Reply To: Voluntaryist perspective on the "Civil" War and 14th ammendment?

#14627
morin.greg
Participant

This is a conundrum for the ideal non-interventionist libertarian state… would such a state have any moral duty to intervene in the affairs of another state if that state were carrying out genocide on its own people or enslaving a certain group that lived within its territorial boundaries? The problem is that we keep considering the state as a group of people, but it becomes clearer I think as to the proper course of action if we break it down to 3 people. If I happen to come upon Person A beating Person B and clearly Person B is the weaker person and is not able to defend themselves, do I have (a) a moral duty to help person B or a (b) civil duty to help person B. Most people would probably say yes to (a), however for (b) the correct response I think is “no”… because in so doing you could be endangering yourself, you don’t know what person A is carrying as a weapon or what they are capable of, and you do not know if person B even wants your help, maybe he doesn’t, maybe it’s all part of his master plan before he counter attacks, who knows, the point is you would be interfering and there is no non-arbitrary way to know if that interference is welcome or not… even asking might be interference… in other words one is not obligated to put themselves in harms way from a civil standpoint (morally however I think if we see someone at the point of death we’re going to do something as we would expect the same were we in that position).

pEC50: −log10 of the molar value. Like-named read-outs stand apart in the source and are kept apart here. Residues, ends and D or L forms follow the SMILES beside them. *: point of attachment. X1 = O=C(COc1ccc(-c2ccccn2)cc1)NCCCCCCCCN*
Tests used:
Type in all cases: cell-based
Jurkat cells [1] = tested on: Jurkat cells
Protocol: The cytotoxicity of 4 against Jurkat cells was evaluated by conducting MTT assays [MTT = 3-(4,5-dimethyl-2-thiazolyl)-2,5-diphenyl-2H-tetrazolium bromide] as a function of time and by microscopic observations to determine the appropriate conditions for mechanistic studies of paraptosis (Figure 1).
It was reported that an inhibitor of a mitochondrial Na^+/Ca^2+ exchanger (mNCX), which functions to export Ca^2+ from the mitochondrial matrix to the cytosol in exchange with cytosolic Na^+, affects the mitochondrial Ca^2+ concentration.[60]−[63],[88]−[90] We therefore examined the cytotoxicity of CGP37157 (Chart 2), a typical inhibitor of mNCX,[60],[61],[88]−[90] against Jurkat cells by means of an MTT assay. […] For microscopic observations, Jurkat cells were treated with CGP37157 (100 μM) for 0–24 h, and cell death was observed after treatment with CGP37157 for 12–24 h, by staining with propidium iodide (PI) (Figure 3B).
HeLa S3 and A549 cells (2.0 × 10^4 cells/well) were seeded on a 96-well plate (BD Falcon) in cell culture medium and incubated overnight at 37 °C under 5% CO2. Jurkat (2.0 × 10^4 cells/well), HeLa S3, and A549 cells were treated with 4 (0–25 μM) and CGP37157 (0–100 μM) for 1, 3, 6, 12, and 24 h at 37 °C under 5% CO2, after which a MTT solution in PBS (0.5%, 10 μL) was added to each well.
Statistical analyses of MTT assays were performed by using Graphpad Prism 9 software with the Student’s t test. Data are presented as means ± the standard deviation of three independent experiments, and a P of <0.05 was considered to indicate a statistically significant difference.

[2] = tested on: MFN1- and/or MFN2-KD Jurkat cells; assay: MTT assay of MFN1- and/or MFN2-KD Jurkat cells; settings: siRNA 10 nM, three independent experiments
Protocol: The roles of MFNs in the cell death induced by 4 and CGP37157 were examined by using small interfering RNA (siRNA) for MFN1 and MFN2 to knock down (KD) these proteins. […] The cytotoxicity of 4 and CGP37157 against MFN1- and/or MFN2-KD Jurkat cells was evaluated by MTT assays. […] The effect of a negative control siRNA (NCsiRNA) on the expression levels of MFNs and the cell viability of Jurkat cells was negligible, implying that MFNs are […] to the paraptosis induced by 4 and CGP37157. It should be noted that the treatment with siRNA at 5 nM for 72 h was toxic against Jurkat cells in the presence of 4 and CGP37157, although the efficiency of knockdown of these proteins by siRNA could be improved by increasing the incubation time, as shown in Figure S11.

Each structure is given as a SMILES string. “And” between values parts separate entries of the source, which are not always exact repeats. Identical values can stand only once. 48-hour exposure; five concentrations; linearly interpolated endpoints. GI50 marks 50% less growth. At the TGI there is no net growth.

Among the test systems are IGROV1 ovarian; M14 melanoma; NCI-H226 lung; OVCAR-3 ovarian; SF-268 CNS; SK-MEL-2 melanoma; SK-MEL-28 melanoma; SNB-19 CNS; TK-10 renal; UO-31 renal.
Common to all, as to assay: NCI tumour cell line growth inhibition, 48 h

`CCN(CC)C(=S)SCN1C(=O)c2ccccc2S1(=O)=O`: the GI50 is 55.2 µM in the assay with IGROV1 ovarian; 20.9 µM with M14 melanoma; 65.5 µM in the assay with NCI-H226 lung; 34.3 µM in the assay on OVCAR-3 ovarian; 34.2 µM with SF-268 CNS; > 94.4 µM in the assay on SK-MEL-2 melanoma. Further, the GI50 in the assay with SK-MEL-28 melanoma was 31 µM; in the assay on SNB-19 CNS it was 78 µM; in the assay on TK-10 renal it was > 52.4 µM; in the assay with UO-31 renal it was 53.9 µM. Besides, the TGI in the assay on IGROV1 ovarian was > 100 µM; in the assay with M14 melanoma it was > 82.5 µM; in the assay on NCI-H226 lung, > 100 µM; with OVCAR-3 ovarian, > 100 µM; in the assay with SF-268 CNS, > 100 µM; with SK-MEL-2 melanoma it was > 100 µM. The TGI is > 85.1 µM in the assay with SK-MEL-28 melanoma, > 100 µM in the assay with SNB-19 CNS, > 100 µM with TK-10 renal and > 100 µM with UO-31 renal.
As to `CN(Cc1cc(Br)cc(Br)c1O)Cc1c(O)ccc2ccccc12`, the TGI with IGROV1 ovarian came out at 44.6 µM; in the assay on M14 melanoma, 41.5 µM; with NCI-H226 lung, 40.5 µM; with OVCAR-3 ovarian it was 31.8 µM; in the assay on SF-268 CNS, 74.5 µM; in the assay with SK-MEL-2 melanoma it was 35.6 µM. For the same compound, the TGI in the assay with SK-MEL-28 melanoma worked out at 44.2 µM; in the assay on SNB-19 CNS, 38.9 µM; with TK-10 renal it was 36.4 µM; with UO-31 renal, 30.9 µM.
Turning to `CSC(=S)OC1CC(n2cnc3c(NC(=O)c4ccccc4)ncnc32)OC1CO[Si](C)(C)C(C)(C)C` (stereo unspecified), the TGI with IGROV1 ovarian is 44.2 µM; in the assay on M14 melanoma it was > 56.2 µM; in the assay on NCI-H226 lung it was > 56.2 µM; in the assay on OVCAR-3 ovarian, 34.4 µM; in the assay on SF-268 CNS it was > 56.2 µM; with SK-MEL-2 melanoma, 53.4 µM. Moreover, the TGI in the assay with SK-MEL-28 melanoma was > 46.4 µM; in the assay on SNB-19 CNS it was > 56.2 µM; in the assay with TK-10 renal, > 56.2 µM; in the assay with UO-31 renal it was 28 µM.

Now, the situation changes if person B requests of me assistance, I now have become involved in the altercation and clearly person B is desirous of assistance. Because I have been asked it is necessary for me to make a choice and civilly either choice is acceptable… so from a civil standpoint we move from a definite “no” to new options of “yes” or “no” if asked. If asked and accepted then it is completely keeping with the non-aggression principal because I would not be aggressing… I have a right of association as does person B, and we are choosing to associate and participate in shared defense… just as a family defending their home… any member may defend against an aggressor if that aggressor attacks any member of the family not only if they happen to be under attack themselves (i.e. I would not let someone attack my son just because they aren’t aggressing me and say “well it’s up to him to defend himself”).

So, if we now extend this from 3 people to thousand or millions, we can argue that if the Jews during the holocaust had asked for US assistance the US government could have legitimately considered the request and chosen to help or not. But strictly the makeup of the military would have to be different, it would have to be all volunteer and before every mission it is explained what the purpose of the mission is and only those soldiers wishing to engage in that mission would go. If it is a genuine attack on US soil you would not find one soldier not opting to join… but a situation like Vietnam you would have had far fewer.

So that is my long winded explanation of how I see libertarian principals being applied to the riddle of state non-interventionism. Right of association applied to co-defense and individual voluntary ascent to the request allows for groups of individuals to crush “evil”… since as we saw in WWII and in other arenas (killing fields of Cambodia) evil does unfortunately still exist and we libertarians don’t want to get mischaracterized as uncaring because we would have just allowed such atrocities to occur while painting ourselves into the “non-agression/non-interventionist” corner.